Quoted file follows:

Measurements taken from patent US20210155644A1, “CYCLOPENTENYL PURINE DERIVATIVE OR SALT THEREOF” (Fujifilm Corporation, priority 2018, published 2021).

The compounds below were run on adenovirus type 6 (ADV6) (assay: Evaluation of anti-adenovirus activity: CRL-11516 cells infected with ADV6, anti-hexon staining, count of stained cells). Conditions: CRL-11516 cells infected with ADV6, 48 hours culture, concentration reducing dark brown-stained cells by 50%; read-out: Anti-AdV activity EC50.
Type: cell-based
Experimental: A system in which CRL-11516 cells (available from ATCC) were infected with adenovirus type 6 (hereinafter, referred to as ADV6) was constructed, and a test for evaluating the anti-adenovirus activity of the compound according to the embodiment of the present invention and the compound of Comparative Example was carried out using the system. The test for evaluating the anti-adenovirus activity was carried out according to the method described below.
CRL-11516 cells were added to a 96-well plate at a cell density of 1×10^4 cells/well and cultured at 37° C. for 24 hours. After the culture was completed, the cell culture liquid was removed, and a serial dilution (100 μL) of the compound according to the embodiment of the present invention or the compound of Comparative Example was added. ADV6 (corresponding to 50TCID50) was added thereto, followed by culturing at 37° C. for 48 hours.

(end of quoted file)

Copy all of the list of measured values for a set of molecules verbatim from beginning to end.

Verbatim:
Measurements taken from patent US20210155644A1, “CYCLOPENTENYL PURINE DERIVATIVE OR SALT THEREOF” (Fujifilm Corporation, priority 2018, published 2021).

The compounds below were run on adenovirus type 6 (ADV6) (assay: Evaluation of anti-adenovirus activity: CRL-11516 cells infected with ADV6, anti-hexon staining, count of stained cells). Conditions: CRL-11516 cells infected with ADV6, 48 hours culture, concentration reducing dark brown-stained cells by 50%; read-out: Anti-AdV activity EC50.
Type: cell-based
Experimental: A system in which CRL-11516 cells (available from ATCC) were infected with adenovirus type 6 (hereinafter, referred to as ADV6) was constructed, and a test for evaluating the anti-adenovirus activity of the compound according to the embodiment of the present invention and the compound of Comparative Example was carried out using the system. The test for evaluating the anti-adenovirus activity was carried out according to the method described below.
CRL-11516 cells were added to a 96-well plate at a cell density of 1×10^4 cells/well and cultured at 37° C. for 24 hours. After the culture was completed, the cell culture liquid was removed, and a serial dilution (100 μL) of the compound according to the embodiment of the present invention or the compound of Comparative Example was added. ADV6 (corresponding to 50TCID50) was added thereto, followed by culturing at 37° C. for 48 hours.